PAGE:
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By Leah S. Bauke

This booklet is a examine monograph that explores the results of the most powerful minimalist thesis from an antisymmetric viewpoint. 3 empirical domain names are investigated: nominal root compounds in German and English, nominal gerunds in English and their German opposite numbers, and small clauses in Russian and English. some degree of symmetry that has the possibility of stalling the derivation emerges within the derivation of all of those structures. development on yes assumptions on how Merge works, this booklet exhibits that the issues of symmetry can all be resolved within the related manner; although the 3 empirical domain names below research are standardly derived from special structural configurations, similar to head-head merger in relation to root compounds, head-phrase merger because it arises from common complementation/predication buildings for nominal gerunds, and phrase-phrase merger in small clauses. This booklet is of curiosity to all researchers engaged on syntax and its interfaces.

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Symmetry Breaking in Syntax and the Lexicon

This e-book is a examine monograph that explores the consequences of the most powerful minimalist thesis from an antisymmetric standpoint. 3 empirical domain names are investigated: nominal root compounds in German and English, nominal gerunds in English and their German opposite numbers, and small clauses in Russian and English.

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Roeper, Snyder & Hiramatsu (2002: 4) and Roeper & Snyder (2005: 160) formalize this in terms of a root compounding parameter. However, at the same time, there is a trend in recent work in minimalism to even go so far as to eliminate the last of the remaining macro-parameters (cf. Boeckx 2006: 81) or at least to reanalyze what has been cast in macro-parametric terms in terms of (syntactic or lexical) micro-parameters (cf. g. Biberauer et al. 2009; Starke 2010; Sheehan & Hinzen 2011; Roberts 2011b; and many many others).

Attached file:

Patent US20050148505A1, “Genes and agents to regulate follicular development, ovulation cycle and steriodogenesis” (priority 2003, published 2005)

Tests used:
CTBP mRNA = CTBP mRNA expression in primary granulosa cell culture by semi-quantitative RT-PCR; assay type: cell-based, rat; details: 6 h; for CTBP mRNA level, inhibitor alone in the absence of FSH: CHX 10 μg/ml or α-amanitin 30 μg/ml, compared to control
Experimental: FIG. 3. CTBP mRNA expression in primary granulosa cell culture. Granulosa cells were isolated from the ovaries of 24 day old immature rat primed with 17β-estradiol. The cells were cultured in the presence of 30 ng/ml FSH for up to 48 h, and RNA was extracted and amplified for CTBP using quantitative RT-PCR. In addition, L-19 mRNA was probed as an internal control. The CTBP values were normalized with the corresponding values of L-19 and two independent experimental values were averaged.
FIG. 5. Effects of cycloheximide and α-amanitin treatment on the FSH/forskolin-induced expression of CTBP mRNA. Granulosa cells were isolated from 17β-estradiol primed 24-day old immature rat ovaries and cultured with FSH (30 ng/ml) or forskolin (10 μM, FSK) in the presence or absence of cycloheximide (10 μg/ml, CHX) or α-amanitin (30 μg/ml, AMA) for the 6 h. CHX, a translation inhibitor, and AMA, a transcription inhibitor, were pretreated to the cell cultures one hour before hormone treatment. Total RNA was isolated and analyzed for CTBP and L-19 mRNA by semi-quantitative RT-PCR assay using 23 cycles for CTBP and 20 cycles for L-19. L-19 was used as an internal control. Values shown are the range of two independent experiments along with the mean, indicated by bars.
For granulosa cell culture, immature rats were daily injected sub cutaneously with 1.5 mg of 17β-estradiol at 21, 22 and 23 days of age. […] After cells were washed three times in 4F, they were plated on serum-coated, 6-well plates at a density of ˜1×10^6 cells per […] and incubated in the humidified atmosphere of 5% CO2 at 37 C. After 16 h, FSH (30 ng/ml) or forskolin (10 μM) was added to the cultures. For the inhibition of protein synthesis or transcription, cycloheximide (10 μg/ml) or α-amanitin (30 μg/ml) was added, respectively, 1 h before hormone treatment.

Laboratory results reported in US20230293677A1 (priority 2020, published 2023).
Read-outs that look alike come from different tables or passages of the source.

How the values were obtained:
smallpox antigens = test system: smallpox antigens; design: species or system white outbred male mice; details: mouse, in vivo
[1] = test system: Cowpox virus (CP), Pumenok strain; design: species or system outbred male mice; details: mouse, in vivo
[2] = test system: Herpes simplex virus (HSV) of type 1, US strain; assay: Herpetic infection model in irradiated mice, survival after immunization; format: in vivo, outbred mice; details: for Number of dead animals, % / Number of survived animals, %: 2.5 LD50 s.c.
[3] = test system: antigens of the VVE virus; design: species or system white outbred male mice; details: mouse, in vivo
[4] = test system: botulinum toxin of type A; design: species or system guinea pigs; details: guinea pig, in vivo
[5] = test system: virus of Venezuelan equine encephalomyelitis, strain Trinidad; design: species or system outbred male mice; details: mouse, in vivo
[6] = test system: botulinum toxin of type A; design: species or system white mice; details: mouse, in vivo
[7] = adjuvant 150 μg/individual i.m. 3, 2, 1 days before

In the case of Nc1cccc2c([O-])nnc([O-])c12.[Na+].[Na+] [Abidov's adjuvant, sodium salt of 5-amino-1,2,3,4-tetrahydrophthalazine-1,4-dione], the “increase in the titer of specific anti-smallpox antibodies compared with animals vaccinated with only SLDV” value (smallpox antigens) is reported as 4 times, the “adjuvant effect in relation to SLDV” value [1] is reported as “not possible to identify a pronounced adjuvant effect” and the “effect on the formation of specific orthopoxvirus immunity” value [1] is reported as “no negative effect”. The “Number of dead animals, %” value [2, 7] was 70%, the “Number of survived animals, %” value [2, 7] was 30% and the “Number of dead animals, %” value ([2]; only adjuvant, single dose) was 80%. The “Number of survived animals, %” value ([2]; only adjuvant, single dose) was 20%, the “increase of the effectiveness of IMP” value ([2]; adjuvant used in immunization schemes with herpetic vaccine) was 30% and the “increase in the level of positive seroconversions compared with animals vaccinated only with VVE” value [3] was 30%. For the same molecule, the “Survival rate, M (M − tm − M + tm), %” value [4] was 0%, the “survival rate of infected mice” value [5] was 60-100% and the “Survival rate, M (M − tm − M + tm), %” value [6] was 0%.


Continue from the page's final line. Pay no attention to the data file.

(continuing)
Main stress falls on the first item in fixed compounds, while productive compounds with inflectional markers are characterized by level stress on both items. Hence, it is only natural that Garten in Gartenstuhl attracts main stress, while Kinder in Kindergarten receives the main stress in the other interpretation. Chapter 2. Nominal root compounds  b. Salzbergwerk salt + mountain + manufacture ‘salt mine’ German c. Plastikspielzeugauto plastic + toy + car ‘plastic toycar’ German d. Fensterbankpolster window + bench + upholstery ‘upholstery for window sill’ German All of these compounds consist of three lexical items.

E. combat diver, man who sells frogs, man resembling a frog, man who knows an awful lot about frogs, ... The examples in (3) also illustrate the recursive character of nominal root compounds in Germanic. In Romance there exist hardly any (nominal) compounds that contain more than two elements; Roeper & Snyder (2005: 160) mention gateau forêt-noir as a notable exception, which clearly is a lexicalized form: (3) English: restaurant coffee cup, christmas tree cookie, peanut butter sandwich, baby doll napkin, student film committee, kumbaya moment strategy, bogeyman approach analysis, ...

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